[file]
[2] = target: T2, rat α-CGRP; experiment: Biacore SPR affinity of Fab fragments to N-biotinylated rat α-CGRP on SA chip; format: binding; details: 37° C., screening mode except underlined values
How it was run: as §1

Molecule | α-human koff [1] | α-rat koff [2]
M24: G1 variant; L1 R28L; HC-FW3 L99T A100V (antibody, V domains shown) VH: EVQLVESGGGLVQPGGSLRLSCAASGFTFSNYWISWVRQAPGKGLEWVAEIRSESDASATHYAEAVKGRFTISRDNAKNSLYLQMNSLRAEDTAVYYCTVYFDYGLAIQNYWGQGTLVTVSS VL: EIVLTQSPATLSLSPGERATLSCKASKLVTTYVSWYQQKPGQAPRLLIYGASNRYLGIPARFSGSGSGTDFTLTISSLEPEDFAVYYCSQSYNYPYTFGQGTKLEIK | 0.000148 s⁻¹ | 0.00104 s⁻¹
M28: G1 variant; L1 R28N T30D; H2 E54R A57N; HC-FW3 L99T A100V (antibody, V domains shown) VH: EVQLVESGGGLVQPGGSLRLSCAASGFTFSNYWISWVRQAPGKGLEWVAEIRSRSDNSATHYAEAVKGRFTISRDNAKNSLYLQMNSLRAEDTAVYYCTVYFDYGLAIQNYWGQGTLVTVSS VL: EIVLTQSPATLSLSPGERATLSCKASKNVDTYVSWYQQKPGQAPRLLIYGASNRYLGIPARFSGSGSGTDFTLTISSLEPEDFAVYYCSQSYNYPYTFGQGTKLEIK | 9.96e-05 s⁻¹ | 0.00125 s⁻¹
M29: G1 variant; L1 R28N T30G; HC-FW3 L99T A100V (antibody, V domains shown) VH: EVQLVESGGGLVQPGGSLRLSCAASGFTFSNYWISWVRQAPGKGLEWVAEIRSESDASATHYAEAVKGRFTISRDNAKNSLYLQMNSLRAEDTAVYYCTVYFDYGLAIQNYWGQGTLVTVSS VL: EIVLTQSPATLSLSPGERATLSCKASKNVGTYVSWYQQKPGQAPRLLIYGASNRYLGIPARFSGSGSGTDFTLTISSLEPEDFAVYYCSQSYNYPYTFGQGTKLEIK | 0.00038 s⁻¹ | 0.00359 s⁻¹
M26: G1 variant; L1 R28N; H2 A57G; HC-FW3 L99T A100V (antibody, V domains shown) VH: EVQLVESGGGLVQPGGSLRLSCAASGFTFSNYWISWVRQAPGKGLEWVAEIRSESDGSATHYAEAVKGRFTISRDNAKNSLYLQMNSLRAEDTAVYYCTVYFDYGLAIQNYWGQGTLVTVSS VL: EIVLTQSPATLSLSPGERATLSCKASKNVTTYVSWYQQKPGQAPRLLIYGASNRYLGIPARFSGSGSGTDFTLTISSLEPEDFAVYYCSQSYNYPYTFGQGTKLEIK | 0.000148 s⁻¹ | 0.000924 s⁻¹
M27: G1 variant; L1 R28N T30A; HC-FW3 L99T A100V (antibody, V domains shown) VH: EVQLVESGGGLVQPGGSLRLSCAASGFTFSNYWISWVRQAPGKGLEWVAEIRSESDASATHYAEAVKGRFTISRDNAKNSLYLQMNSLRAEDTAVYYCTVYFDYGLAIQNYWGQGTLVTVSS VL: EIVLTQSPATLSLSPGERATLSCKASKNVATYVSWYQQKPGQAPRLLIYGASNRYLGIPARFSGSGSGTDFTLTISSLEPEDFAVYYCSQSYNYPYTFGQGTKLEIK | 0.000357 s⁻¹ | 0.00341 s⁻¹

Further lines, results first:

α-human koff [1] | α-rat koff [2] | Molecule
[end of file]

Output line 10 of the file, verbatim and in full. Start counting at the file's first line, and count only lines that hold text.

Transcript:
α-human koff [1] | α-rat koff [2] | Molecule